The world number one has had her place at the top of the tennis tree temporarily secured by global tennis grinding to a halt, but that doesn't mean the 24-year-old wants to be anywhere than on the court.

“Just kind of sitting back, this is really bizarre,” she told The Herald Sun. “You’re preparing for that (hardcourt) swing and then you’re on a plane back to Australia.

“It’s different for everyone. For tennis players, there’s that uncertainty. We need for pretty much the whole world to be clear before we can start our tour again.

“Domestic competitions have the chance to get up running again, but for a global sport it’s a bit unique to be in that holding pattern.”

“It’s kind of tricky to train with the same intensity as always. Obviously, we’re still not sure when we’ll go back."

It's a rapidly changing world for women's sport and trying to separate the genuine dangers the COVID19 pandemic poses from the generic media hype is a challenge in itself.

But a potential merger between the WTA and ATP - something that would have been essentially unforseeable a couple of months ago - could spell an interesting future for women's tennis.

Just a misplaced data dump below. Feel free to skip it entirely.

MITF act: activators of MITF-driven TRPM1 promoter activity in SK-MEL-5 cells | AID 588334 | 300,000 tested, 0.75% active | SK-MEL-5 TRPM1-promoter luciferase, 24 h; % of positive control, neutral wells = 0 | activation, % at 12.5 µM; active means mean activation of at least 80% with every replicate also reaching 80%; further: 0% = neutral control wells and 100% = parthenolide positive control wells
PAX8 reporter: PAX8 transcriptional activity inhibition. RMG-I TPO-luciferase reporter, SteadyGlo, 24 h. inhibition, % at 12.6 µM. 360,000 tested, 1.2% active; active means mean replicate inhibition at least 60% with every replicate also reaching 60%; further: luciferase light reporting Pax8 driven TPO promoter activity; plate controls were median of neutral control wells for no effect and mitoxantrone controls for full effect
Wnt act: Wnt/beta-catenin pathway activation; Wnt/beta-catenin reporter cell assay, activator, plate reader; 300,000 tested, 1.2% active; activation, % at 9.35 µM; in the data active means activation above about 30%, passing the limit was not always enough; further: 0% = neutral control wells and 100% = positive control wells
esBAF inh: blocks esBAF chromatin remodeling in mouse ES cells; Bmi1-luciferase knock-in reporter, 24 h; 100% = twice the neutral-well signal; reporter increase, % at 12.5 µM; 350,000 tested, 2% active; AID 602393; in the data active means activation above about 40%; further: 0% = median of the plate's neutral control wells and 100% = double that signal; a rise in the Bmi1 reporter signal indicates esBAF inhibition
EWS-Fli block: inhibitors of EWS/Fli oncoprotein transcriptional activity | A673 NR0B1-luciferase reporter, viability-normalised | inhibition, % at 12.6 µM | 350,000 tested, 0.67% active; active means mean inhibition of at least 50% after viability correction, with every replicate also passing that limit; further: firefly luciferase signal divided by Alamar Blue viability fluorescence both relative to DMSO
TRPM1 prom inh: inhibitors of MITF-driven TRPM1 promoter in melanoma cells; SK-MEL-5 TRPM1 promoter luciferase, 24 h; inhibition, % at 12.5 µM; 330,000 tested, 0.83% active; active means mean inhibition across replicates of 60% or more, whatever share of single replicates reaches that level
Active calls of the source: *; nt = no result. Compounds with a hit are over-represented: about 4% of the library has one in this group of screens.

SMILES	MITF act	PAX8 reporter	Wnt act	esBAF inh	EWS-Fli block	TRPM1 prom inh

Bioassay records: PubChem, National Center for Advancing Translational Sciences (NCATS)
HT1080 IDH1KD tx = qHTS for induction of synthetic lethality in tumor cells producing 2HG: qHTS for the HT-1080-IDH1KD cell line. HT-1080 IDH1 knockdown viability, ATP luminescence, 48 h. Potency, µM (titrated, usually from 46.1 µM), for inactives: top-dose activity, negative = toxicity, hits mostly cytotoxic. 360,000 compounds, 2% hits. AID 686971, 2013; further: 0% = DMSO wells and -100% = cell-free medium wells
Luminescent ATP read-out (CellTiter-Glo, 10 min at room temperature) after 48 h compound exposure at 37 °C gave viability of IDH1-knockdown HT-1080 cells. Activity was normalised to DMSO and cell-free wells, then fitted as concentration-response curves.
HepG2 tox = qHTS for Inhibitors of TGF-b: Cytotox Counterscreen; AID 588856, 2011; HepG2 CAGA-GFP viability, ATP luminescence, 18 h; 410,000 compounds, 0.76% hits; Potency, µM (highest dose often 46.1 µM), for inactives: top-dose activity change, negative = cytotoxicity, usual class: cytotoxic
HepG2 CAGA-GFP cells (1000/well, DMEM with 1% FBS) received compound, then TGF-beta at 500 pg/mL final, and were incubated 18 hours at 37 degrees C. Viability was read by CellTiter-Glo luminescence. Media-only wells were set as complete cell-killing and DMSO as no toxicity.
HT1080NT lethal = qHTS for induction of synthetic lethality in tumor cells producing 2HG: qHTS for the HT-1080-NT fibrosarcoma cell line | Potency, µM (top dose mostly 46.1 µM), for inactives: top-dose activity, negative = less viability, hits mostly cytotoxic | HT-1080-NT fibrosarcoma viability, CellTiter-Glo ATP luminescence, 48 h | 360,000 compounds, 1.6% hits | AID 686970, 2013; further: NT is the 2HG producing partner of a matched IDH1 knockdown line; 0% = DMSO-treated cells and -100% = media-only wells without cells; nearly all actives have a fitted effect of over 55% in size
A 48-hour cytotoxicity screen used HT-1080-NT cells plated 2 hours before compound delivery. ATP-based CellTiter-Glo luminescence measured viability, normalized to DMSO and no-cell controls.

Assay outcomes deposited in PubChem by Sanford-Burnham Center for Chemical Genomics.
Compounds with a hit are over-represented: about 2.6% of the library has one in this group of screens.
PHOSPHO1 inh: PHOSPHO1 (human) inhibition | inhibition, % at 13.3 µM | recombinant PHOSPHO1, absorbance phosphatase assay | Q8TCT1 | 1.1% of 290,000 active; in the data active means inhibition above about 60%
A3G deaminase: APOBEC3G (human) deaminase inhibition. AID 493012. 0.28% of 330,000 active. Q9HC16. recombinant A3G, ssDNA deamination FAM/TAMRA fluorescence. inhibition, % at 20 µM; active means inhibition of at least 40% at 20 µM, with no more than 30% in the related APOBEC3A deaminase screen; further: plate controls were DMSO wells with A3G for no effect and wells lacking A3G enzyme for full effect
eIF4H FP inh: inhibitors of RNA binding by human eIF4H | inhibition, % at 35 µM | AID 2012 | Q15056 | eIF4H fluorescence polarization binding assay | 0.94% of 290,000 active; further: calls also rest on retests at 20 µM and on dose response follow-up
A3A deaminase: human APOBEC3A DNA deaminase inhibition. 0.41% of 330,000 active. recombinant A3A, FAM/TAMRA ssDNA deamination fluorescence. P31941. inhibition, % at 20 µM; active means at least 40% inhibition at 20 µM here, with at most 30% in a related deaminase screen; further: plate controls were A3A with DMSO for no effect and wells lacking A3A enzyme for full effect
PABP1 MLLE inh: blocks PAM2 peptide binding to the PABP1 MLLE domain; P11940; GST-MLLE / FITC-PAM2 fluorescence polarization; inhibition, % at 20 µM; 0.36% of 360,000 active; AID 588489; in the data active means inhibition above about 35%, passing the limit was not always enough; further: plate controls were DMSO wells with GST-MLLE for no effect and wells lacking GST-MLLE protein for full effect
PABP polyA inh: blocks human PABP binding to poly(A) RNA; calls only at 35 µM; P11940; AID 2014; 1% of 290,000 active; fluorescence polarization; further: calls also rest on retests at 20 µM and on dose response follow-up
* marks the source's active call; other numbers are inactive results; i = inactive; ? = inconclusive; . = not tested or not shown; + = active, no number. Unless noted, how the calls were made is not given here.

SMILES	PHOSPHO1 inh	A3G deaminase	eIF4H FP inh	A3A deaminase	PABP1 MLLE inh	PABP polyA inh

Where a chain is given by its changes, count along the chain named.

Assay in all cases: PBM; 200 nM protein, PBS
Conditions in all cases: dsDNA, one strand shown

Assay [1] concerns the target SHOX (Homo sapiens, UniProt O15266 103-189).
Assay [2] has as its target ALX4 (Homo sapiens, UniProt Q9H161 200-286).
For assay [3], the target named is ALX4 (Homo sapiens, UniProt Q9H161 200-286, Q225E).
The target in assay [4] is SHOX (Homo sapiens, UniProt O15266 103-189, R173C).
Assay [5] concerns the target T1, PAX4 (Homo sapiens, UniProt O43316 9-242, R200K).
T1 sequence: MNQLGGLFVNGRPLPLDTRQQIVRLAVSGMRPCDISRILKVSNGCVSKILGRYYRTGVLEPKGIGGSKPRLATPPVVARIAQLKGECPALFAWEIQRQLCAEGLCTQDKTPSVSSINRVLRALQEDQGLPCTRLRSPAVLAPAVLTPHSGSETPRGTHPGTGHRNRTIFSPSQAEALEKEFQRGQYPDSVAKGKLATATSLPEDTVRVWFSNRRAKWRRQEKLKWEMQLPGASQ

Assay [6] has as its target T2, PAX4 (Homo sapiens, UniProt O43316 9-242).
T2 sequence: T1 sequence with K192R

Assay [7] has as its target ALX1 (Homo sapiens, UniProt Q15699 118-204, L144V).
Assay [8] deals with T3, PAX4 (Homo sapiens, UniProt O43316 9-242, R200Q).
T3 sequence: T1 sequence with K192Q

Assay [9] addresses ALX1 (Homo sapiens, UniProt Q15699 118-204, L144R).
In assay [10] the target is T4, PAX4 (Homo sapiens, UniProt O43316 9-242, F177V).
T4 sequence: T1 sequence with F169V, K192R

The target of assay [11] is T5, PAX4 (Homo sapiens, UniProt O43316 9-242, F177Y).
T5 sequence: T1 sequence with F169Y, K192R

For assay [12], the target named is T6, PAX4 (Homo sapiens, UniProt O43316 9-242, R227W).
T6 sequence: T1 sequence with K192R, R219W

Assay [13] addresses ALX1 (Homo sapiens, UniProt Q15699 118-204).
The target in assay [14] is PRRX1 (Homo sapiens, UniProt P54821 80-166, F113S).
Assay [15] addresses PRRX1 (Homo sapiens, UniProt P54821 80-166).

The move has already got the nod from Billie Jean King and Roger Federer, among others. Barty says her fellow WTA players are all talking about what's going to happen next.

“Now, it’s about maintaining for if and when we get an opportunity to play again this year, you can kinda flick that switch and go from there.”

“All these girls I’ve had really good relationships with and am good friends with on a personal level. We’re also chatting about what could be next for us and everyone is trying to get that new information.

“Overall, it’s been a bit of an adjustment but also lucky that it’s a time where you get to appreciate the little things in life, which is your health and your family.”


Australia backing historic women's tennis merger

The home nation of women's number one Ash Barty is backing a historic suggestion to merge the WTA and ATP tennis governing bodies.